During the next few weeks I will be reading and then finding 800 words for Day the new novel by A.L. KENNEDY. On a whim I put her name into Google--- I still resist using Google as a verb--- and discovered: 1, A.L. Kennedy is Scottish, 2, she is a stand-up comedienne, 3, she has been a judge for a number of "prestigious" literary prizes.
Two thoughts came to mind: one, in the movie The Swimming Pool, CHARLOTTE RAMPLING plays a mystery writer who is complaining to her editor or agent (I forget which) about not winning any literary prizes. This guy replies, Why bother? Literary prizes are like hemorrhoids eventually ever asshole gets one.
That is the final definitive word word on such prizes.
two, by looking up A. L. Kennedy via Google I was 'knowing a writer', a little. That phrase, 'knowing a writer', was the title of an article I did for the Review of Contemporary Fiction about DAVID MARKSON. In the article I talked about knowing David Markson. Afterwards, he got very angry about what I had written. He wrote a threatening letter to me and disparaging letters to other people about me. It has always been unclear to me if he knew that I had not wished him any harm and in fact I had only been reporting on 'knowing the writer' and how that had not in any way affected what I thought about his writing. I do not know if he knew or knows that I had been one of the two essential early readers of the manuscript of WITTGENSTEIN'S MISTRESS, that had been turned down by every publisher in New York, after it was finally submitted to Dalkey Archive and thus contributed one of the essential voices that pursuaded John O'Brien that this was and still to this day an important novel which continues to be well read and appreciated.
I propose to publish at random moments annotated versions of letters exchanged between myself and John (Jack) O'Brien, the founder and publisher and editor for both The Review of Contemporary Fiction and Dalkey Archive press. I am publishing these letters because they provide an accurate and true account of the literary life in the 1980s and 1990s of the last century.
The First Letter
Dear John O'Brien:
I had written to Gilbert Sorrentino about his interest in the novel CADENZA and in the coarse of his reply he mentioned that you put out The Review of Contemporary Fiction with an issue devoted to him. I am enclosing a check for $5.00 hoping it will cover the issue. Later I'll probably subscribe. Do you plan to put the magazine in bookstores? I work at New Morning Bookstore Saturday and Sunday nights and I am sure they will carry it as would St. Marks over on St Marks Place.
I am editing the magazine adrift. The notice is attached.
all the best
--Gilbert Sorrentino in answer to a question of what he would be reading that summer (1981) wrote to the New York Times that he would be reading CADENZA by Ralph Cusack. Now(2007) published by Dalkey Archive.
--New Morning Bookstore was on Spring Street in SOHO. It was owned by the people who owned High Times Magazine. It was a key ingredient in defining the artistic environment of that moment in SOHO when that area was an artistic center in New York City. Nicholas Ray lived in a loft a few floors above the shop. The founder of the bookstore was a heroin addict and pusher. He blew his brains out with a .352 magnum revolver.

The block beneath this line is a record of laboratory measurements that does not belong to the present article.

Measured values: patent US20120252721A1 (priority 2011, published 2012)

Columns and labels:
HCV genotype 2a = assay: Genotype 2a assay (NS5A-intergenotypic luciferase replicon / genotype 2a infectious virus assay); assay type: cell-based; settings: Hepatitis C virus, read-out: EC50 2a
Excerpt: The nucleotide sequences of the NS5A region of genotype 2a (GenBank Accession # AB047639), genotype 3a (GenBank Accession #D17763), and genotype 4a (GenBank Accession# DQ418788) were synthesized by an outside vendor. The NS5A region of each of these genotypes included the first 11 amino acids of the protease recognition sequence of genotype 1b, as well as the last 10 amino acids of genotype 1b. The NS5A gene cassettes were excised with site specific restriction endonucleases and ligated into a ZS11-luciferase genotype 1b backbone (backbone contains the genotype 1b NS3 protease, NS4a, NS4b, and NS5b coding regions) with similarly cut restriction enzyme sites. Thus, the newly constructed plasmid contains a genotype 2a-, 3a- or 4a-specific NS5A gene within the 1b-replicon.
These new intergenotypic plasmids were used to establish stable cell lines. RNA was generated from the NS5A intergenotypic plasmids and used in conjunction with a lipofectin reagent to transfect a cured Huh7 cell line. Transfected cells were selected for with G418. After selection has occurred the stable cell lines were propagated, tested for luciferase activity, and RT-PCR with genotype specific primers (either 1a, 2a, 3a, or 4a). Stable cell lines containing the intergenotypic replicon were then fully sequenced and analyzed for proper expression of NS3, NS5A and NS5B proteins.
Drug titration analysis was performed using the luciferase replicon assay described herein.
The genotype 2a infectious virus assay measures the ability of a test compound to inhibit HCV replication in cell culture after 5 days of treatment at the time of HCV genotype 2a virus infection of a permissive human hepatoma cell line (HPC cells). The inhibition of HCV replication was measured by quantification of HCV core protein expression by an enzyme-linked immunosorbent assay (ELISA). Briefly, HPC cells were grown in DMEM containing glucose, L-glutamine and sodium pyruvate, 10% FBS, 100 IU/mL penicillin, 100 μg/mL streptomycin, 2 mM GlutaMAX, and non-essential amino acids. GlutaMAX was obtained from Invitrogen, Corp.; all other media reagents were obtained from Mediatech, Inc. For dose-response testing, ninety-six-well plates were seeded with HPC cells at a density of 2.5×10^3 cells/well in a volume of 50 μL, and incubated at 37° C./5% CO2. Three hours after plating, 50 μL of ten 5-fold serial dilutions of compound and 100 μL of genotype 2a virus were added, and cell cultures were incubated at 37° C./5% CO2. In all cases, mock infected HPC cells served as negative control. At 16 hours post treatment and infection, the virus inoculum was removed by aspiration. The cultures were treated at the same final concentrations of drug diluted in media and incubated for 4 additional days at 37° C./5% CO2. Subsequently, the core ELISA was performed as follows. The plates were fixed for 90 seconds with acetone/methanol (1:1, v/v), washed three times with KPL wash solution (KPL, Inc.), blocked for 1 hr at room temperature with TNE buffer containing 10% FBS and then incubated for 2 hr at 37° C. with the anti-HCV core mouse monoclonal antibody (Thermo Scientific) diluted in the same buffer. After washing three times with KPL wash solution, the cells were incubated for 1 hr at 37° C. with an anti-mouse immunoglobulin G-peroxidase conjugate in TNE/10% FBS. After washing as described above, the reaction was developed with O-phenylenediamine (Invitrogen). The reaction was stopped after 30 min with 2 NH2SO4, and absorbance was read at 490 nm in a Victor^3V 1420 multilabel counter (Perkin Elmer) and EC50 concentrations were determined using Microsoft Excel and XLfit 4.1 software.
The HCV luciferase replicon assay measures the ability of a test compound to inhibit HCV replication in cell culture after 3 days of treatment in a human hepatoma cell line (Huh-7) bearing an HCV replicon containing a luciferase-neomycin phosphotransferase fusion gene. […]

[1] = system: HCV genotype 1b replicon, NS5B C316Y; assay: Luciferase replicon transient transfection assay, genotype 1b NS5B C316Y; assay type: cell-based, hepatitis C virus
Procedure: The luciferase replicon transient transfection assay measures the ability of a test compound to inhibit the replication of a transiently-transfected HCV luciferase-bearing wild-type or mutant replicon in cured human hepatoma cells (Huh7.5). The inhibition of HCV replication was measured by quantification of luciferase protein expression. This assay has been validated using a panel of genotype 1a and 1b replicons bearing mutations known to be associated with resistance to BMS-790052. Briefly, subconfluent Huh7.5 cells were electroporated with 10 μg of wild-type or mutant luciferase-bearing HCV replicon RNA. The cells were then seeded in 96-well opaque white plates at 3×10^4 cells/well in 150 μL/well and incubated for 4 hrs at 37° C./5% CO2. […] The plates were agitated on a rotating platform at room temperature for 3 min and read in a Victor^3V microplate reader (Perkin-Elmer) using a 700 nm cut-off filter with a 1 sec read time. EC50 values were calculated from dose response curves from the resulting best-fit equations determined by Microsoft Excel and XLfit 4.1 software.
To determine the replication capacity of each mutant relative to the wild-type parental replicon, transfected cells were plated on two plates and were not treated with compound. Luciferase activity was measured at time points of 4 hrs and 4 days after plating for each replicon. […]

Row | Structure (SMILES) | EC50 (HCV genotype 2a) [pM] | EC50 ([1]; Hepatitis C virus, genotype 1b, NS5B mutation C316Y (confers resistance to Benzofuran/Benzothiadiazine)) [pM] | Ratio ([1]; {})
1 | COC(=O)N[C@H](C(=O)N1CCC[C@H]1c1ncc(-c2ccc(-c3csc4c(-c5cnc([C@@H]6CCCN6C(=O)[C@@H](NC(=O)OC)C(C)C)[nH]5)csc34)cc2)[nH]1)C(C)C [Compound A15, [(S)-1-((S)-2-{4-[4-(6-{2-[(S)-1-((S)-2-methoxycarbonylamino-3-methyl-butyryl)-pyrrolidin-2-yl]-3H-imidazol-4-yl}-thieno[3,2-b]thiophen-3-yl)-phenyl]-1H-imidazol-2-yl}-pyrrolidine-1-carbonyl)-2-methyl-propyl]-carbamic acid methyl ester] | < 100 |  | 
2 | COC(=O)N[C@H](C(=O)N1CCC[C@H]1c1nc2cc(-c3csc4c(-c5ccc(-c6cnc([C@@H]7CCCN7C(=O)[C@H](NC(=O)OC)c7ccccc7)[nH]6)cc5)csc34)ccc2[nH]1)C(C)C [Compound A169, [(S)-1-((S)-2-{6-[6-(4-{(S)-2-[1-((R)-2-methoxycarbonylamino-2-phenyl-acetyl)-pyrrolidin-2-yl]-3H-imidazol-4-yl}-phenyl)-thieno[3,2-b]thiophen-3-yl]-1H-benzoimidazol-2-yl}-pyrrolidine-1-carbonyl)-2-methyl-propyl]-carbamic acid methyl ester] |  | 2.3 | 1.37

--Adrift, a literary magazine of Irish and Irish American Writing which Thomas McGonigle founded and edited. It received support from the American Irish Cultural Project. It was the first magazine of its kind and published as long as there was literary material of interest. It exhausted the idea of ethnic based literature for Thomas McGonigle.
The Second Letter
July 8, 1981
Dear Mr. McGonigle:
Thanks very much for your letter. I am very pleased you got in touch with me; Gil told me that you might be writing. By all means I would like to have copies of the Review in New Morning Bookstore and St. Marks Bookshop. So, if you are in a position to do so, please find out if these stores would be willing to carry the magazine and where, therefore, I should send copies. I very much appreciate your suggestion.
I am particularly pleased, however, that I am now in contact with someone who must know the work of Aidan Higgins. Could I perhaps persuade you to wrote something on him for the issue I am planning? The deadline is not until October 1, 1982. I would also welcome any suggestions you might have for other contributors to this issue. Aside from Gil, I don't think I have met anyone who has read Higgins. So you can see the problems I expect to have with the issue.
I am enclosing a few brochures which might help the bookstores decide whether they want to take the magazine and which you might show to potential contributors to the Higgins issue. I am also enclosing a check for a subscription to ADRIFT.
Thanks again, and I look forward to hearing from you.
--Gil. Gilbert Sorrentino. Prolific American writer. His best books are The Sky Changes, Steelwork and Gold Fools. Another work, Splendid Hotel, would be the first book reprinted by Dalkey Archive, a press eventually established by John O'Brien and among many other books would re-publish most of Gilbert Sorrentinto's books and also two books by Thomas McGonigle, but in the latter case only in hardcover for some reason.
--Aidan Higgins. A writer who along with Samuel Beckett, Francis Stuart, Flann O'Brien, Ralph Cusack, John McGahren and Desmond Hogan are the only Irish prose writers worth reading after James Joyce if you are thinking along ethnic lines. Higgins' best books are Balcony of Europe and Langrishe, Go Down.